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Liberal, Conservative Find Common Ground on Racial Injustice

Headshots of a woman and a man
Pam Smith (left) and Tim Perry Sr. (right); screenshot taken by producer Diana Williams

VPM is one of six stations across the United States partnering with StoryCorps for “One Small Step,” a nationwide initiative that brings together people with opposing political beliefs to have open, respectful conversations. In many instances, the participants discover they have more in common than they thought.


Growing up, Tim Perry Sr. learned that hard work is the way to succeed in life. “If you could work, you're a good guy, but if you were lazy you weren’t,” said Perry, a father of two. However, Pam Smith notes that is not always the case for Black people, saying society makes it seem that Black people are lazy. “That has always really really offended me when I hear it...the labor that was stolen from Black people in this country, unpaid labor, for centuries, and all of that came from hard work,” said Smith, a historian. Smith and Perry spoke about America’s past and racial injustice.

While Perry is empathetic to what Smith is feeling and understands people benefited from stolen labor, he mentions how he was never a slave owner. He believes people should be careful not to indict each other for the country’s past based on how a person looks. “I think we always have to talk...to each other based on what our circumstances are and not make each other own everything...the mistakes people made,” said Perry.

Smith appreciates his honesty and understands how the weight of history can feel unfair on a person’s life. Smith’s father was in the military for around 11 years and was a member of the integrated ground troops in World War II. However, at the end of the war, her father didn’t return to a hero’s welcome nor receive the benefits that others did. “My younger years were characterized by a lot of lack of opportunity within our family,” said Smith, who works at Richmond Hill.

In her first year of college, Smith remembers walking down the street when a group of white men drove by in a convertible, throwing ice balls at her while shouting "n*** get out of our town." “I had bruises on me for days,” said Smith.

Even though Perry did not actually participate in any of those events, Smith notes how the past helped shape society in a way that benefits certain people like him. “How many young black men have to walk through life every day of their life, how many black mothers have to worry every time their child leaves the house,” said Smith. “It’s like to not have that burden, to not have that worry every day is a form of privilege.”

During the summer, racial justice protests erupted in U.S. cities, like Richmond, following the killing of George Floyd. Perry believes conservatives should respect and support the protests. “We should be in front of that, we should be leading that, we should be down there,” said Perry. He sees the protesters as taxpayers who are angry with their government and deserve to have a say in how law enforcement acts and what they do.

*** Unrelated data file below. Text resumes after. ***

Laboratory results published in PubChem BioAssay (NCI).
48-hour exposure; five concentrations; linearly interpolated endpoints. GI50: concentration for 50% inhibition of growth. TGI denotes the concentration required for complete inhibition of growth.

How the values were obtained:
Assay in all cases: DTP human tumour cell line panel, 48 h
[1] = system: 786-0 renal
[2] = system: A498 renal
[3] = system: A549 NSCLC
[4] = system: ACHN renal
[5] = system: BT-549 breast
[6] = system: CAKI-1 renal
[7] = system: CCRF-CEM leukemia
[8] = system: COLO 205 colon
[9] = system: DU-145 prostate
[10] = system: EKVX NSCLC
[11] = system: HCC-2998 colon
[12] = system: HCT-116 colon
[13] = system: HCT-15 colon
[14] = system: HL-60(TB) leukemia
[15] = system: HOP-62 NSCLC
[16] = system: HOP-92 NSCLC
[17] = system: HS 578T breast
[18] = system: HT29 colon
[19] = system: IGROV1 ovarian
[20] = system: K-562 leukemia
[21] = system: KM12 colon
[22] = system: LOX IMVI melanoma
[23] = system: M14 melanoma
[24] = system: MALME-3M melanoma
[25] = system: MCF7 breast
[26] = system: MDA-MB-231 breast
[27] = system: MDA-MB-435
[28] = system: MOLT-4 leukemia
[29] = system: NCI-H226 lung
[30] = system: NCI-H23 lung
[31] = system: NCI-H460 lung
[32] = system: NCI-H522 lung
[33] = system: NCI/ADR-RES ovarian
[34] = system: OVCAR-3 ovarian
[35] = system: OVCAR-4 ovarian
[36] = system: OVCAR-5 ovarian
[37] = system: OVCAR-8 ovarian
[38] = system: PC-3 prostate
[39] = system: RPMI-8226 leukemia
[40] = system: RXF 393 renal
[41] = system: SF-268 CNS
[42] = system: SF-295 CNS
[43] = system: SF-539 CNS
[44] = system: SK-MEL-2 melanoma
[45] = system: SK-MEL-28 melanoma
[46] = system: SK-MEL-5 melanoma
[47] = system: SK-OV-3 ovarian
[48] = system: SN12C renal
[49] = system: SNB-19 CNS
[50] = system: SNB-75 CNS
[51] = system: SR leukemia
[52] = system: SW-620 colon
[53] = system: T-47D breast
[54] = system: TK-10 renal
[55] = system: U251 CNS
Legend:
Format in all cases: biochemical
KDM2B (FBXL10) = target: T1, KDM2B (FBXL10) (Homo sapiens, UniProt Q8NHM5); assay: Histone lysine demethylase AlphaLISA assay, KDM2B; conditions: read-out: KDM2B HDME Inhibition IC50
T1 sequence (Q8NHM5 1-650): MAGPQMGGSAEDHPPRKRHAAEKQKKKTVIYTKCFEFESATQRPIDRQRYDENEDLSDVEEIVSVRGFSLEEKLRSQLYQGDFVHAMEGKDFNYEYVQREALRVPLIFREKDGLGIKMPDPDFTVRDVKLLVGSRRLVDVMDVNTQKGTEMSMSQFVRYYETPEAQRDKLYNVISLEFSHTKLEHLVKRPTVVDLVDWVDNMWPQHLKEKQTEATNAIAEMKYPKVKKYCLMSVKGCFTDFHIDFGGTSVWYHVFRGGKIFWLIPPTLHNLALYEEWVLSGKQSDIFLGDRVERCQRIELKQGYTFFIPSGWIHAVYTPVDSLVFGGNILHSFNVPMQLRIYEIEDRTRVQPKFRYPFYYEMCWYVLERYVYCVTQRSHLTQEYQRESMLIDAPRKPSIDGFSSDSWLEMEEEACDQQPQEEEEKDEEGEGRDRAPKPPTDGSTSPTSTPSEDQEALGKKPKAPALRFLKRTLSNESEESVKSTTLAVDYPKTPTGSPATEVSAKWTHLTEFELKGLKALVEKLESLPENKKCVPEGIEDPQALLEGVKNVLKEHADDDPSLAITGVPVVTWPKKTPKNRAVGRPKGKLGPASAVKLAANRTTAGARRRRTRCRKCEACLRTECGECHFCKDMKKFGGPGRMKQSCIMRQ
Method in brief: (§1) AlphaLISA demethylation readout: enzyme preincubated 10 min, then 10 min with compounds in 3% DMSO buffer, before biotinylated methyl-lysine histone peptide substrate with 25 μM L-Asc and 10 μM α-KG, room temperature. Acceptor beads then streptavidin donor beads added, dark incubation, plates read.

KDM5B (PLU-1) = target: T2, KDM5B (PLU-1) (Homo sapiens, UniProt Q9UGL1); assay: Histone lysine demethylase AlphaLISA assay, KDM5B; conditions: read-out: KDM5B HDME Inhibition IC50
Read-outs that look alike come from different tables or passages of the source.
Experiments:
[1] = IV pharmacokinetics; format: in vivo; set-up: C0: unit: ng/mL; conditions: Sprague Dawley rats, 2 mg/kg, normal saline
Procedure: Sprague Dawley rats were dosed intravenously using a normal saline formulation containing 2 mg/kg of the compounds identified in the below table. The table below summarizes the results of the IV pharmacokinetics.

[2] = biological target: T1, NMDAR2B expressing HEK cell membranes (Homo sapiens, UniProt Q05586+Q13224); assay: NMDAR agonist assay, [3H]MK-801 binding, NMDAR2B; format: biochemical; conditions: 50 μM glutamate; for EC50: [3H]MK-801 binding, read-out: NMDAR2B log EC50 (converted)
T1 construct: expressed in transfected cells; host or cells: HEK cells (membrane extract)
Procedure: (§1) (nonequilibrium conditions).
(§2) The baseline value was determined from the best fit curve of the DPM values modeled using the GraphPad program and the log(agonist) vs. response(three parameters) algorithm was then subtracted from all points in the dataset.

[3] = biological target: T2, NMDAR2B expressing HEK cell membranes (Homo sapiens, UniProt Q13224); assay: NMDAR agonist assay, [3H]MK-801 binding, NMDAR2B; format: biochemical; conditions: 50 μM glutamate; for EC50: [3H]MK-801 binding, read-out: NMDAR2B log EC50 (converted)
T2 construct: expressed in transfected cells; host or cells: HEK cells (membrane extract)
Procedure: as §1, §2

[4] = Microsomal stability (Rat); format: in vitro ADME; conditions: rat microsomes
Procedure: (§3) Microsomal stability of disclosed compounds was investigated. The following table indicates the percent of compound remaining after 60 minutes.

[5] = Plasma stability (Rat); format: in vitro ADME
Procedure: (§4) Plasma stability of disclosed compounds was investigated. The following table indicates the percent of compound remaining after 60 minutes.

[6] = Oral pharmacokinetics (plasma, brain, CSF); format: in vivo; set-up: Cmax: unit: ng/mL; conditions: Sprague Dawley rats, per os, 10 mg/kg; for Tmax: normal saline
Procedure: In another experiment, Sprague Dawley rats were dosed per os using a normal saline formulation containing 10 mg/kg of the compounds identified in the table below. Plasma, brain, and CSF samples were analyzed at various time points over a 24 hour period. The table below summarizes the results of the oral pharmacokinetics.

Smith knows police brutality is a problem that needs to be taken care of and get under control. “Some of those government workers are killing Black people every day,” said Smith. She recognizes violence sometimes erupted during the summer protests but emphasizes how Black Lives Matter is a non-violent organization and people attending those protests may not always follow BLM’s lead.

For Perry, automatically supporting law enforcement, which he often refers to as government workers, does not honor conservative values. He wants to draw attention and encourage conservatives to stand up against police brutality. For example, he wrote about the killing of Breonna Taylor in an NRA magazine.

Without including any personal details like race or names, Perry wrote about the government busting into a home of a legally armed citizen, who grabs his gun and hits one of the government workers in the leg. Then those workers fire back, killing a woman who lived in the home. “Evaluate that in terms of the Second Amendment, right to bear arms, evaluate that search and seizure, and evaluate that with the Fourteenth Amendment which is due process,” said Perry. “Before you weren't honestly applying conservative values to that situation, you know that it was based on who the people were.”

To Smith, Breonna Taylor is an example of how messed up the system is, saying people are treated differently based on the way they look or their background. “People should be treated equally not just interpersonally but in terms of the systems and structures of our institutions and our government and our country,” said Smith. She hopes to live in a country where people respect one another and recognize each other’s humanity.

Perry agrees and believes people need to start hearing each other and seeing each other’s feelings as legitimate to solve racial injustice issues. For instance, Perry said if someone said their arm hurt, he wouldn’t tell them to “suck it up and get over it.” He thinks people should come together and find solutions. “Start listening to what’s being said, not to stereotypes you’re being fed,” said Perry.

Both Perry and Smith want every individual to have equal opportunities and be treated fairly, but believe America needs to reconcile with its past to move forward for a better future. “It's what African American people are trying to recover from and not just African Americans, I believe both sides were affected negatively,” said Smith. The two agree that government and institutional systems should be altered, such as making college more affordable, to empower every individual, as the individual is the one who can make the country better.


StoryCorps’ One Small Step is made possible in part by the Corporation for Public Broadcasting.